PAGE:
HPV & Cervical Cancer

 
 
Human Papillomaviruses (HPV) are a group of more than 100 types of viruses transmitted primarily through sexual intercourse.
  • HPVs are the most common sexually transmitted infection worldwide.
  • Most people who have an HPV infection have no symptoms and do not know they are infected. Some people get visible genital warts, which are growths or bumps that appear in the genital area. For most men and women who become infected with HPV, it does not cause any problems and often goes away on its own.
  • HPV is the major cause of cervical cancer. Worldwide, cervical cancer is the second most common cancer among women. Each year, according to the American Cancer Society, about 13,000 women in the United State learn that they have cervical cancer and about 4,100 women will die of the disease.
  • Cervical cancer is a fully preventable disease if pre-cancerous cell changes are detected and treated early. High-risk, cancer-causing types of HPV are detectable. In a small number of women, HPV can cause cervical cancer. HPV infections are transient and most young women resolve their infection with no ill effects. If HPV infection is persistent past the age of 30, there is a greater risk of developing cervical cancer.
  • Women who have never had a Pap test or who have not had one for several years have a higher-than-average risk of developing cervical cancer.
  • HPVs may play a role in cancers of the anus, vulva, vagina, penis, and some cancers of the oropharynx (the middle part of the throat that includes the soft palate, the base of the tongue, and the tonsils.)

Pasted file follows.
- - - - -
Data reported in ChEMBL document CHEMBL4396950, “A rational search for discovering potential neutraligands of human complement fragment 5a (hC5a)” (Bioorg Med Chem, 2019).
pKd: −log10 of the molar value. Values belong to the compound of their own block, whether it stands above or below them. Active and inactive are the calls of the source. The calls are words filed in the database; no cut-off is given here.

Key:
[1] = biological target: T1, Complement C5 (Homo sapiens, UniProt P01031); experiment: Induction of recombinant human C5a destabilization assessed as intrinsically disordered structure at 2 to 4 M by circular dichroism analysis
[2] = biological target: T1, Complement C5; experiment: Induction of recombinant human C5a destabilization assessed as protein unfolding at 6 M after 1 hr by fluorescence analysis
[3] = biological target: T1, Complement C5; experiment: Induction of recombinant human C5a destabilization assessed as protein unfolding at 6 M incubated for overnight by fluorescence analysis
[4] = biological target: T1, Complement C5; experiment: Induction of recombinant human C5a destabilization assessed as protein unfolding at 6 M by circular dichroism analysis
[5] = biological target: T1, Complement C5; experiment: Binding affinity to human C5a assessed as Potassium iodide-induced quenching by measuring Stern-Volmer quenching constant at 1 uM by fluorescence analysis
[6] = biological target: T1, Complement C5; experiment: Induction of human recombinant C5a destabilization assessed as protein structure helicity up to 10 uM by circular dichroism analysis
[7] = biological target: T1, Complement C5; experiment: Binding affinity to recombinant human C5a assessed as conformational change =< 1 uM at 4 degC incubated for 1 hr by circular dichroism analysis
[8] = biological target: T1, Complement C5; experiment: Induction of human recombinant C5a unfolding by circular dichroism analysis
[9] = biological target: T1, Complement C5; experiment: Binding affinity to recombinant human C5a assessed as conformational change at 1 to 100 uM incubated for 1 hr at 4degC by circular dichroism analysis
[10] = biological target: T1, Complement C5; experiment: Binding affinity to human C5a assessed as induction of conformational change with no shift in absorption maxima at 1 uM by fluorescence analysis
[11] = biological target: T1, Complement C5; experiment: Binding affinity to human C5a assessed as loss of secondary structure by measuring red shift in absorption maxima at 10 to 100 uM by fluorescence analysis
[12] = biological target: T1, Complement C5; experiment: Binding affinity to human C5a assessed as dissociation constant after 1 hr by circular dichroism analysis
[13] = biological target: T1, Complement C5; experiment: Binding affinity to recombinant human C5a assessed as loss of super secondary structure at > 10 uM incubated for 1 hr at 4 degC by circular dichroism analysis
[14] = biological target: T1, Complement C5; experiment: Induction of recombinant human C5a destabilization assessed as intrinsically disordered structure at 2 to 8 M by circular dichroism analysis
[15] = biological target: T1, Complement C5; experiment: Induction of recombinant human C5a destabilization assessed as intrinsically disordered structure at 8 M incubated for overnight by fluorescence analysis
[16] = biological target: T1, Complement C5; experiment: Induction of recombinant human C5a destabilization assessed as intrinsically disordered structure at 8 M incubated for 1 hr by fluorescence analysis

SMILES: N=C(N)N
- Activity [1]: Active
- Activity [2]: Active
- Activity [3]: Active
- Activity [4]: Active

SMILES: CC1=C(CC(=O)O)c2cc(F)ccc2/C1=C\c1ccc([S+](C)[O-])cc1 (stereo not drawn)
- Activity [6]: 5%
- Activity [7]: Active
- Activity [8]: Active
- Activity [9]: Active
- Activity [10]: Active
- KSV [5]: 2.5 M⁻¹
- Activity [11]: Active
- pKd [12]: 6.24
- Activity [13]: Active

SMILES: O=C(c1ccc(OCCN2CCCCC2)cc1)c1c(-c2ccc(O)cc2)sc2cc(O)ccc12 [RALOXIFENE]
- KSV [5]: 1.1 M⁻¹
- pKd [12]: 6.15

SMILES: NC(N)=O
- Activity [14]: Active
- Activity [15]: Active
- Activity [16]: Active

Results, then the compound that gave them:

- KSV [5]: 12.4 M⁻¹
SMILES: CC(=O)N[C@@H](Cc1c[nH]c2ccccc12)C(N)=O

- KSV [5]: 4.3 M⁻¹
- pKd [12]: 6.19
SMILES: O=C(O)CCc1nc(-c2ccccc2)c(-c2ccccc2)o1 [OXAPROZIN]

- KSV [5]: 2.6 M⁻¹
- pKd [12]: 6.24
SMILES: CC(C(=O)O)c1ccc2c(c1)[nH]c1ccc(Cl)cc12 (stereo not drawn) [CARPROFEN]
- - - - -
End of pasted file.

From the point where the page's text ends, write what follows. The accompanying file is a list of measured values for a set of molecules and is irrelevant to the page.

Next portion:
• There is no treatment for the HPV virus. However, there are ways to treat the symptoms associated with HPV, such as genital warts. Visible genital warts can be treated with self-applied medications or by treatments performed by a health care provider.
  • The U.S. Food and Drug Administration (FDA) has approved two vaccines to prevent HPV infections: Gardasil® and Cervarix®. Both vaccines are highly effective in preventing persistent infections with HPV types 16 and 18, two high-risk HPVs that cause most (70 percent) cervical cancers. Gardasil has been recommended by the Advisory Committee on Immune Practices (ACIP) for routine vaccination among females ages 11-12 years. The recommendations also allow for the vaccination of girls beginning at 9 years of age and the vaccination of girls and women ages 13 to 26.

You can get more information about HPV at the following websites.

http://www.cdc.gov/std/hpv/

http://www.cancer.gov/cancertopics/factsheet/Risk/HPV

http://www.cancer.gov/cancertopics/factsheet/Prevention/HPV-vaccine

   

 

         
 
   
 

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